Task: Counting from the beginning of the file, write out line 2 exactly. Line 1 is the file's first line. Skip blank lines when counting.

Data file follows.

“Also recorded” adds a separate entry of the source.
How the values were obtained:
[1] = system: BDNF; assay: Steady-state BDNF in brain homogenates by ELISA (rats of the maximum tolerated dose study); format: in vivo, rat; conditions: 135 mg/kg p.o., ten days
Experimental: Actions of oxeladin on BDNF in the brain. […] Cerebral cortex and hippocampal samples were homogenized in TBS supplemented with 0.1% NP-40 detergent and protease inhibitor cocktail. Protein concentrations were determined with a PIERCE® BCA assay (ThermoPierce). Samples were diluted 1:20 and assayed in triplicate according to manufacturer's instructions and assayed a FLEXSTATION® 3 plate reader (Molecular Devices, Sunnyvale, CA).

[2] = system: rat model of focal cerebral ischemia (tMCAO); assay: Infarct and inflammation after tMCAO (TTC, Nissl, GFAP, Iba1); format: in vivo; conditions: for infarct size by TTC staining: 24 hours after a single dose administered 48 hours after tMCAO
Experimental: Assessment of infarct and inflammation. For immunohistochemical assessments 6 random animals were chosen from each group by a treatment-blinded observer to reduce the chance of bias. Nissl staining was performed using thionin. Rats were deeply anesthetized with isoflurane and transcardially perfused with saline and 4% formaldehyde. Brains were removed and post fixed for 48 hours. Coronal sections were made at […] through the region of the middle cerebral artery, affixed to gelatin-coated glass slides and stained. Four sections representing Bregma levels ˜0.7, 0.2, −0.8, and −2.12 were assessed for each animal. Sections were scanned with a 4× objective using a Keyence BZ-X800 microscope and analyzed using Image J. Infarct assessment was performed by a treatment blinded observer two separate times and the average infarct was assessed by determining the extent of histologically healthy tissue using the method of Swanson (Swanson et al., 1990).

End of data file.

How the values were obtained: